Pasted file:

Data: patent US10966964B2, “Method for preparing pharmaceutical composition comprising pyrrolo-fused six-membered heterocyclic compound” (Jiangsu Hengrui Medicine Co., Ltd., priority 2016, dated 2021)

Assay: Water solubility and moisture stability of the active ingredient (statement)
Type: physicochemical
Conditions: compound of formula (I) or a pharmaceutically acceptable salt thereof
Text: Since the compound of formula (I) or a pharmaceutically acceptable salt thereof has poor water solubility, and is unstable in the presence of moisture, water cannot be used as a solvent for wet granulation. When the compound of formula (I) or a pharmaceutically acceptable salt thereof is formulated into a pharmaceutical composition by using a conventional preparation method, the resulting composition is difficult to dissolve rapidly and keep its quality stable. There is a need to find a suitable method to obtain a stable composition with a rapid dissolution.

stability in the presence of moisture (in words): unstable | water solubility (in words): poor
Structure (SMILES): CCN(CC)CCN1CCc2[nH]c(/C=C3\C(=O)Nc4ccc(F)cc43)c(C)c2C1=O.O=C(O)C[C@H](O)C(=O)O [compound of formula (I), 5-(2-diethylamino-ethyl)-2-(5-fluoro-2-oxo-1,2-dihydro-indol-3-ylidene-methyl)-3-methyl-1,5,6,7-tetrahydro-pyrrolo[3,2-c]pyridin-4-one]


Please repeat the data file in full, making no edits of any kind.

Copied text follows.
Data: patent US10966964B2, “Method for preparing pharmaceutical composition comprising pyrrolo-fused six-membered heterocyclic compound” (Jiangsu Hengrui Medicine Co., Ltd., priority 2016, dated 2021)

Assay: Water solubility and moisture stability of the active ingredient (statement)
Type: physicochemical
Conditions: compound of formula (I) or a pharmaceutically acceptable salt thereof
Text: Since the compound of formula (I) or a pharmaceutically acceptable salt thereof has poor water solubility, and is unstable in the presence of moisture, water cannot be used as a solvent for wet granulation. When the compound of formula (I) or a pharmaceutically acceptable salt thereof is formulated into a pharmaceutical composition by using a conventional preparation method, the resulting composition is difficult to dissolve rapidly and keep its quality stable. There is a need to find a suitable method to obtain a stable composition with a rapid dissolution.

stability in the presence of moisture (in words): unstable | water solubility (in words): poor
Structure (SMILES): CCN(CC)CCN1CCc2[nH]c(/C=C3\C(=O)Nc4ccc(F)cc43)c(C)c2C1=O.O=C(O)C[C@H](O)C(=O)O [compound of formula (I), 5-(2-diethylamino-ethyl)-2-(5-fluoro-2-oxo-1,2-dihydro-indol-3-ylidene-methyl)-3-methyl-1,5,6,7-tetrahydro-pyrrolo[3,2-c]pyridin-4-one]